Andrew also sent two photos of his peanut crop. I have never seen peanuts growing in Oregon and Andrew and a co-worker decided to try their luck with peanuts. They ordered seeds from Southern Exposure Seed Exchange in Virginia and selected a variety with the shortest days to maturity, 110 days. He started the seeds indoors in late April and set plants outside at the end of May. When the record rains came in late summer, Andrew thought any hope of getting a crop was eliminated. However, despite the rain and our cool nights, he did get a crop.
Another listener called about small holes being drilled in the trunk of a tree. I talked with Scott Lukens, owner of the Back Yard Bird Shop, and he said it looked like red breasted sapsucker. They drill holes to attract insects and will often return to increase the size of the holes for fresh sap. The oozing sap attracts insects and that is what the birds want.
In some cases branches can die and even the tree if damage is severe. Scott suggests wrapping the trunk with burlap or use a sticky repellent like Tanglefoot Bird Repellent.
Roger from Damascus sent me this photo and reports that despite the holes; his apple trees have suffered no apparent damage.
October 18, 2013
Brugmansia ‘Shredded White’, Burning Bush, Maple Tree Fall Color
Last week on my program, local gardener Craig Quirk, mentioned a particularly
unusual Brugmansia (Angel’s Trumpet) that he had in his garden. It is called Brugmansia ‘Shredded White’ and has white flowers that look as though they’ve been shredded.
I have seen this plant in Craig’s garden and it is a very unusual looking flower for a Brugmansia. Like other Brugmansia plants, this needs to be protected during the winter months and brought inside a garage, basement or
greenhouse. Because of this, I think they are best treated as container plants so they can be moved when necessary. Set out new plants in the spring in a large pot as Brugmansia grows quickly and requires frequent watering.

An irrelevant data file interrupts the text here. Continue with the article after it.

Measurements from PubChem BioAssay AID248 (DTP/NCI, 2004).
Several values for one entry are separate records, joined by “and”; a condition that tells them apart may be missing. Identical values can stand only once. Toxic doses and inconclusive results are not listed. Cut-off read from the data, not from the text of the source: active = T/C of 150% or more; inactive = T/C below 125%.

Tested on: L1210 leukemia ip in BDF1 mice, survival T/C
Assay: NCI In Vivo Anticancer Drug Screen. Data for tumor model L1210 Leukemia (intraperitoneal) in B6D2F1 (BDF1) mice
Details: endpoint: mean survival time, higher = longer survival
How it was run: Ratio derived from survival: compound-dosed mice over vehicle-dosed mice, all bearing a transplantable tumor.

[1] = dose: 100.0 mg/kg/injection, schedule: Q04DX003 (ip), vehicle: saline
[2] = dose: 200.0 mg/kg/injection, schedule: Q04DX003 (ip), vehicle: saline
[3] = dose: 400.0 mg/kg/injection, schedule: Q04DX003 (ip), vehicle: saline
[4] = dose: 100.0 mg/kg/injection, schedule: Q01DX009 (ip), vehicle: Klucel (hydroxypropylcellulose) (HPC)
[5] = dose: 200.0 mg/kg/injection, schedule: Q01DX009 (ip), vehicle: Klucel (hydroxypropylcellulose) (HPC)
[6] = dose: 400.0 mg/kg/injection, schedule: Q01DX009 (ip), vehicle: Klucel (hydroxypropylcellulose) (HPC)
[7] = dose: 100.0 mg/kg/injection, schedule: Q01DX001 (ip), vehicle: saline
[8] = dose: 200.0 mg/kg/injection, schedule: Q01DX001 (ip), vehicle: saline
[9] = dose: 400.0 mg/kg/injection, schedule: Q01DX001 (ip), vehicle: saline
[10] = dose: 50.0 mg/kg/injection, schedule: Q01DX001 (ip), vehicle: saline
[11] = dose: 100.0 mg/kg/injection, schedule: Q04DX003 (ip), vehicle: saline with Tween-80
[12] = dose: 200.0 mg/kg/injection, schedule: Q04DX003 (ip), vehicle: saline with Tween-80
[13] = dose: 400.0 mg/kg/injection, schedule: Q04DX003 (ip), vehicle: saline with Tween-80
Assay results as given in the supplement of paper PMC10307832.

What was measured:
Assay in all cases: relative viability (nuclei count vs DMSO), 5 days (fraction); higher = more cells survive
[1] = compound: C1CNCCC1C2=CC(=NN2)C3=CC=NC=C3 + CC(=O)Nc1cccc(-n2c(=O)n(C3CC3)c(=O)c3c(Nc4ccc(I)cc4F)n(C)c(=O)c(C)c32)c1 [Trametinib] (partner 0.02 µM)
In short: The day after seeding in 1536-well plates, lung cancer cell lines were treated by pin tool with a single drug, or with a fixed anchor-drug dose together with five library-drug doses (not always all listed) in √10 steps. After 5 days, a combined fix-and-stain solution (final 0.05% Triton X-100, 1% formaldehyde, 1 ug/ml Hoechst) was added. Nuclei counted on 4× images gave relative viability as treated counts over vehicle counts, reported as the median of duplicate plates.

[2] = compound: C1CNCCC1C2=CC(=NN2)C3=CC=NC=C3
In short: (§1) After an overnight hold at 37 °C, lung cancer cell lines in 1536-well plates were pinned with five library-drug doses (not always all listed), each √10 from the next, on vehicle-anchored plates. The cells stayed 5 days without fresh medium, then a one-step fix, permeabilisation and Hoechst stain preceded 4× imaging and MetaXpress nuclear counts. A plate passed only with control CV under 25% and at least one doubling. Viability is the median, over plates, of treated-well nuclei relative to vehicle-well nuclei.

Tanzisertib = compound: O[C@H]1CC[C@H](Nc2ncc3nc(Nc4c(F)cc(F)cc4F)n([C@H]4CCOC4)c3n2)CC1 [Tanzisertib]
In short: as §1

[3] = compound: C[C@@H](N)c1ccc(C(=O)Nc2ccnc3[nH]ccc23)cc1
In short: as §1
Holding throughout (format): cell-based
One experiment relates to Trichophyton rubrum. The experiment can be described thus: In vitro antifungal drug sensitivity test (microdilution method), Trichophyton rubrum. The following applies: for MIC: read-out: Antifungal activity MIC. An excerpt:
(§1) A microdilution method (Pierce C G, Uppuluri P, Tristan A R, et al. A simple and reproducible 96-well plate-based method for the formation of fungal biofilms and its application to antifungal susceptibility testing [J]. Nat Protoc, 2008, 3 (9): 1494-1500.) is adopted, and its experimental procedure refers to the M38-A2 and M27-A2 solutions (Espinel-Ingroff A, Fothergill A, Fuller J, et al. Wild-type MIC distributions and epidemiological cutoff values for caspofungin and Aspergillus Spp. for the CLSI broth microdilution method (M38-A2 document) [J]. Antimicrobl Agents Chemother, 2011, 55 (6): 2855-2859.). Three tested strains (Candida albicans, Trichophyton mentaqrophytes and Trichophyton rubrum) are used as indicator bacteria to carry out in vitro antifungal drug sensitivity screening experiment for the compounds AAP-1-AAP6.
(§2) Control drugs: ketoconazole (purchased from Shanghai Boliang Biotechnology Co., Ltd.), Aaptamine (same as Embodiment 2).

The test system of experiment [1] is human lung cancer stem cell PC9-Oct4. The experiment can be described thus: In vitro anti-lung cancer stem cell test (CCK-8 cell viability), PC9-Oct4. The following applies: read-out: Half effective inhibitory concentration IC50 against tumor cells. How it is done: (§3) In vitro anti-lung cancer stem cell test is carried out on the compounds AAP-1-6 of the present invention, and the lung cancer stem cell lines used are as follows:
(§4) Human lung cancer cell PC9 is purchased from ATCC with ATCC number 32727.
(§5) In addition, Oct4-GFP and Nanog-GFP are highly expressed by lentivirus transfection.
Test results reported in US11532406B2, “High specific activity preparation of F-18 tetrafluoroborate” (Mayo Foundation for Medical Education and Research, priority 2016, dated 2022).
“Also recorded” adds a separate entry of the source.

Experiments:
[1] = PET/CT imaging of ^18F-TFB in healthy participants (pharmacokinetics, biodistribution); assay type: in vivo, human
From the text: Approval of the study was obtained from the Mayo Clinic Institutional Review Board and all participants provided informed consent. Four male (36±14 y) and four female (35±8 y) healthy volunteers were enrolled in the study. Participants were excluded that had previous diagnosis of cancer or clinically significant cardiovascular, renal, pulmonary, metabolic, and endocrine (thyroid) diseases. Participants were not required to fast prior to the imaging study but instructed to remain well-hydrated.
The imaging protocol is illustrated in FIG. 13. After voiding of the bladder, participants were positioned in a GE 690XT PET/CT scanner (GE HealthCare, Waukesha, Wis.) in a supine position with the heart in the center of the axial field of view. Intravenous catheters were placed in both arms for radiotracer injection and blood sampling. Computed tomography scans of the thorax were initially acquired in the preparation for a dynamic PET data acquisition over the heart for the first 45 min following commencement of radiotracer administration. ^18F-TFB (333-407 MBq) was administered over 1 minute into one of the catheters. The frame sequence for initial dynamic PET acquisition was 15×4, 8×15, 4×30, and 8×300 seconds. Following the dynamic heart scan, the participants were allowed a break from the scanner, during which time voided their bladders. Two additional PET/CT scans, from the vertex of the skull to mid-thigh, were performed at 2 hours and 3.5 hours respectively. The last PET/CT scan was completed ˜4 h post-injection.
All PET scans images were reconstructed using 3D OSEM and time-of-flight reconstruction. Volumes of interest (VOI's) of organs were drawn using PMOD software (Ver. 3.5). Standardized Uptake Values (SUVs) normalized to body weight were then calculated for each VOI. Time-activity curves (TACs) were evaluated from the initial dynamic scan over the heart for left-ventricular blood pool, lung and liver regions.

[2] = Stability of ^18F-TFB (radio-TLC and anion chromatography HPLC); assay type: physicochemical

There are so many plants giving us a show of fall color, that it is difficult to select and mention just one or two. I will mention one in particular, and that is Euonymus alatus ‘Burning Bush’.
I think it would be difficult to find a plant that has more leaves that are so totally red all over the plant. It fits well into the landscape and is rather ordinary looking until this time of year. This is a very easy to grow plant and once established requires very little care. I have seen them planted along freeways, indicating the minimal maintenance this plant requires.
Take a drive around your neighborhood or make a trip to Hoyt Arboretum and enjoy the color this season offers us.
Mike Darcy is well known in the Portland gardening community and it all started 30 years ago when he began his garden show on KXL. Mike has done garden television programs for OPB, KPTV, and KATU and did garden segments on Good Day Oregon when it first premiered. He writes a column for Digger, trade magazine for Oregon Association of Nurseries, and has been a speaker at the Northwest Flower & Garden Show in Seattle and the Yard, Garden & Patio Show in Portland. He and his wife Linda, frequently open their garden to various garden groups and other non-profit organizations.
In The Garden 11/30/13 HR3It's the peoples hour. Mike takes your calls on a variety of topics.
In The Garden 11/30/13 HR2Mike talks with friend of the show, Rich Baer. The guys discuss what to do with rose bushes as the winter arrives. Mike is then joined by local gardener Andrew Schliebe.
In The Garden 11/30/13 HR1Mike talks with Brian Jacob from the American Conifer Society. Find out how you can incorporate conifers into a small space garden.
In The Garden 11/23/13 HR3It's the peoples hour. Mike takes calls on a variety of topics including, whats the difference between a yam and a sweet potato?